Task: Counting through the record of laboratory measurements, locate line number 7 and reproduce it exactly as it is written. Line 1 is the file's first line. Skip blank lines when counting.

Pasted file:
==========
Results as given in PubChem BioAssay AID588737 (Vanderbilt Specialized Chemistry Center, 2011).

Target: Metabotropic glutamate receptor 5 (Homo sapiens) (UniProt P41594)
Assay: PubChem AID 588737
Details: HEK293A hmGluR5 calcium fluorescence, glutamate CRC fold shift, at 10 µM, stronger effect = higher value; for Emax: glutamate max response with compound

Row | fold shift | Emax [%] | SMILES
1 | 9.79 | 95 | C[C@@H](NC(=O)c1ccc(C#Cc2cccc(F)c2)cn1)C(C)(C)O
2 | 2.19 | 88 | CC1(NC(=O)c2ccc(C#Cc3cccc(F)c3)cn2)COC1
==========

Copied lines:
2 | 2.19 | 88 | CC1(NC(=O)c2ccc(C#Cc3cccc(F)c3)cn2)COC1